The annual Military Family Lifestyle Survey by Blue Star Families itemizes the personal costs of serving a nation.
Beyond the overarching challenges of time away from family and living on a military salary, active service members and spouses listed family stability/quality of life, children’s education, impacts of deployments on children, and military spouse employment as the biggest issues in their lives.
In the 2018 survey, 70 percent of military spouses reported being unemployed or under-employed, 52 percent of respondents identified spousal employment as the leading obstacle to military families’ financial stability, and 62 percent reported experiencing stress about their family’s current financial situation. Forty-seven percent of respondents said they want to see large corporations develop “military spouse friendly flexible work options.”
The survey also highlighted issues involving child care: 72 percent of families said they cannot secure reliable child care, 28 percent of military families lived apart from a service member due to children’s educational needs, and 33 percent said they wanted educators to receive more training on military life experiences.
So it’s not surprising that Army Community Service (ACS) plays an expansive and important role in supporting active-duty service members and military families.
“ACS provides services from conception to after a service member passes away. Programs span the entire life cycle,” said Doris Tyler, ACS Director at Fort Meade.
Through 11 distinct services at Fort Meade, ACS’s offerings range from employment readiness training for spouses and financial education and counseling for military members and spouses, to emergency financial aid, survivor’s assistance, support for new parents, services for special needs family members, and domestic abuse prevention and victim protection.
While regulations often limit how much ACS can partner with community members and organizations, ACS programs link with off-post resources and make referrals to community support, as much as possible to meet the needs of service members and their families, Tyler said.
Army Emergency Relief (AER) – which provides no-interest loans, grants and scholarships to service members and families in need — accepts donations from the public. Last year, AER provided about $600,000 in assistance to individuals stationed at Fort Meade. Donors may contribute via website at www.aerhq.org.
The Military Spouse Employment Program (MSEP) is looking to add local companies to its list of employers that share job postings with MSEP and give extra consideration to applicants who are military spouses. Interested employers may register at https://msepjobs.militaryonesource.mil/msep/home.
ACS Army Volunteer Corps Program is looking for companies or other organizations that can offer volunteer service opportunities to the teenaged children of Fort Meade personnel. Teens must complete some volunteer service to graduate from high school but, due to security clearance requirements, employers on-post generally can’t offer those volunteer opportunities. Parents, Tyler noted, often shrewdly encourage their teenaged children to seek out volunteer roles in computer science or other STEM activities.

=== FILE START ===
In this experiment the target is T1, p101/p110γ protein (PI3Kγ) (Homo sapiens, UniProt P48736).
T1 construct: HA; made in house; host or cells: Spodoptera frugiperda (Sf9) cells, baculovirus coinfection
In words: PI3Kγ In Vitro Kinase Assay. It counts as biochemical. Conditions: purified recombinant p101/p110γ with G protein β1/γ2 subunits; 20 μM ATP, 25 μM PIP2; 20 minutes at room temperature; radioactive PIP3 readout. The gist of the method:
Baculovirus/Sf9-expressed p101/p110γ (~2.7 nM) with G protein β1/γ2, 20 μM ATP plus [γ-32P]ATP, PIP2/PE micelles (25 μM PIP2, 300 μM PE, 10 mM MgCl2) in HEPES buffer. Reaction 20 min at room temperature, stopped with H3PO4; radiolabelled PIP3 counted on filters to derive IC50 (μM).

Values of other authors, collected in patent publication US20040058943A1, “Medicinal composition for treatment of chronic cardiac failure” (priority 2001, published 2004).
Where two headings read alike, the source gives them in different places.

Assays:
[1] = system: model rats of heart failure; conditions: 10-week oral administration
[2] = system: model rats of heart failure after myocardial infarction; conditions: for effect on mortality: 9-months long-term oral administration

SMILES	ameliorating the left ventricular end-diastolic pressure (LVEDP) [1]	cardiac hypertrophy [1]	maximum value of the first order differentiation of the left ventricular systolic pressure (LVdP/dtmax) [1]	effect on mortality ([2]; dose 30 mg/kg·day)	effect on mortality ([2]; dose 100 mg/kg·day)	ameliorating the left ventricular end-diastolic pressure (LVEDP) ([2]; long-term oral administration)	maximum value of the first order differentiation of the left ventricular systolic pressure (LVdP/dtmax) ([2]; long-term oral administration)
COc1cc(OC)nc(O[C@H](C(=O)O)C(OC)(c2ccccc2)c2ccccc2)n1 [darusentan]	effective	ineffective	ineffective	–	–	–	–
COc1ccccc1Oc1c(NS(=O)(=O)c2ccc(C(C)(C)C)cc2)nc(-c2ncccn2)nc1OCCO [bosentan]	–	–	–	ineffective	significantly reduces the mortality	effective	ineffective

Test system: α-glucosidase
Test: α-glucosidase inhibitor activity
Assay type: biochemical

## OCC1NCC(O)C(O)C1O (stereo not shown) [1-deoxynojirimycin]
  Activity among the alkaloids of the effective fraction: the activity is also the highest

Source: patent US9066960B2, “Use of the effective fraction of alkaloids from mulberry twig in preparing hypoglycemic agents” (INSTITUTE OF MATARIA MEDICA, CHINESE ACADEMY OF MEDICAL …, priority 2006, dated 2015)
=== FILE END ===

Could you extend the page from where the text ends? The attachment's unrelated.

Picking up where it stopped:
Realizing that ACS programs are essential to the well-being of military members and families, Fort Meade Alliance members are eager to ensure those programs retain their funding and secure community support.
“The FMA is fearful that some of these programs may be impacted by potential funding challenges,” said Tim O’Ferrall, FMA General Manager. “The FMA Board and our Military and Family Committee is monitoring what impacts may happen and how our community could step into the fray and support where needed.”
In addition, some community members would like to open up additional avenues to support ACS.
“ACS staff members have a lot of training and they are the subject matter experts that unit commanders can go to if they have a service member who has a need or an issue. ACS can triage the situation and identify the best resources for that individual,” said Lisa Terry, Manager of Howard County’s Office of Veterans and Military Families.
The Fort Meade Region, however, is fortunate to have many, high-quality, community resources that could benefit service members and families from the post, Terry said. Howard County, for example, has employment readiness and financial literacy programs, a volunteer center, and extensive programs and services to support families.
The region also has several chambers of commerce, human resources associations and other business organizations that could assist military spouses in landing jobs and advancing their careers, said Terry who has seen an uptick in the number of military spouses seeking job-search assistance in Howard County. “I would love to see more connections between ACS and local non-profits. Those kinds of partnerships are the low-hanging fruit that could help a lot of people.”
“The FMA is fearful that some of these programs may be impacted by potential funding challenges. The FMA Board and its MFC is monitoring what impacts may happen and how our community could step into the fray and support where needed.”